Oaxaca City is the culinary capital of the state of Oaxaca which has inspired great chefs and food writers such as Rick Bayless and Anthony Bourdain. The typical Mexican cuisine to which we’ve become accustomed takes a huge leap here influenced much more by the indigenous cultures which comprise over half of the states population. The flavors, spices, textures and ingredients really awaken the senses and surprise the tongue. That being said we went straight away to the Mercado 20th of November (that’s the name of the Market) that we saw on a culinary show with Rick Bayless.
It was suggested that we buy a small bundle of knob onions and some peppers from one of the food venders just outside the market. Then once inside go to one of the venders selling meats and chose from a variety such as carne de res, pork, chicken, cabrito (goat) or chorizo sausages. The meat venders all have grills with wood fires going and they’ll grill up your vegetables and meat while you go to another vender and pick out your tortillas and condiments like pico de gaillo, tomatoes, avocados etc. Then you sit down and assemble your own tacos with all of your ingredients- very romantic on TV.
Our experience was a bit different. There were probably 20 or more venders selling knob onions and other vegetables outside the market so we chose the old lady who looked like she needed the business the most. Walking inside was a huge hallway perhaps 200 ft. long with venders on either side of this gauntlet. Each vender stoked their own fires and grills so they remained hot producing a huge amount of indoor smoke. The place was loud, jammed with people and the hawkers beckoned us to select from their seemingly identical racks of meats. Finally, with our selection of vegetables and unidentified meats in hand, the onions were dropped into the coals directly under the grill with the chiles and meats on top. The meats were different colors and from what we understood they were aged at different rates. They handed us a number and shushed us away to tables at the end of the gauntlet. There we chose the number of tortillas we’d need and also what condiments we wanted. We jammed into crowded tables, elbow to elbow with dozens of Oaxacans all chowing down on their own meals. Our plate of grilled meat and vegetables arrived as well as the tortillas and condiments. We paid each of the venders separately and proceeded to assemble our own tacos. Our eyes were watering from the smoke as were everyone else’s. Ann looked up at me and said, “Man, that’s a lot of work for a few tacos!” Although the food was delicious it was nowhere near as romantic as it looked on TV.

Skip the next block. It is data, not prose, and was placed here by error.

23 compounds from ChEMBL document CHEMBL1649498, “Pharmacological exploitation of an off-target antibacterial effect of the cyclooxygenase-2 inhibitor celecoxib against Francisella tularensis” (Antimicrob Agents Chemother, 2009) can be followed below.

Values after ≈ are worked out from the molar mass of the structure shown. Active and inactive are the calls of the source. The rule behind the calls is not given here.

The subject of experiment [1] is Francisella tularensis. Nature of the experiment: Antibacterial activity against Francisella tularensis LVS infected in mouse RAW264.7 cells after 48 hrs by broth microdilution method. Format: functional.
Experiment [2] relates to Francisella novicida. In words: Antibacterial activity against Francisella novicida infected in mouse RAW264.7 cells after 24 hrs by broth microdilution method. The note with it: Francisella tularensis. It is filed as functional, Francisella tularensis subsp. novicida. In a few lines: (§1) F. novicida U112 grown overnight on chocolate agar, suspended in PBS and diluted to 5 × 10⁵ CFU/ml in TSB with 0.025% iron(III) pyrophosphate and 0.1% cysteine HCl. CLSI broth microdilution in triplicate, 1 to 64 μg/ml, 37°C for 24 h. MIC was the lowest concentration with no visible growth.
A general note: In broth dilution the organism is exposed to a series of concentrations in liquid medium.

Oaxaca is a clean and well preserved Spanish Colonial city that’s bustling with culture and there are often music, dancing and other cultural events that pop up all over the city.
The restaurants are hugely varied including European and Asian cuisine and the powerful (50% alcohol) Mezcal is elevated to an art with a dozen or more types. The old tried and true distillation technique is still used including crushing the cooked Agave plant with a giant stone wheel pulled in a circle by a mule or a horse.
There are streets that are dedicated to pedestrian only traffic which makes the city easily navigated on foot. On the advice of a friend we found Posada Santa Maria, a B&B run by Bibiana and Thelma.
The hospitality and breakfasts were great and we met doctors from El Salvador and Guatemala attending a conference in the city. They helped us out enormously with future plans for our travels.
The sites are almost too numerous to mention but not to be missed are the Templo Santo Domingo, a huge cathedral built between 1570 and 1608,
the Jardin Etnobotanico which showcases the vast variety and diversity of plants from Oaxaca state
and the Museo de las Culturas de Oaxaca which is housed in a former monastery building. All three of these sites are adjoined and were once one giant complex of cathedral, monastery and grounds. Not a bad place to be a Monk in my opinion.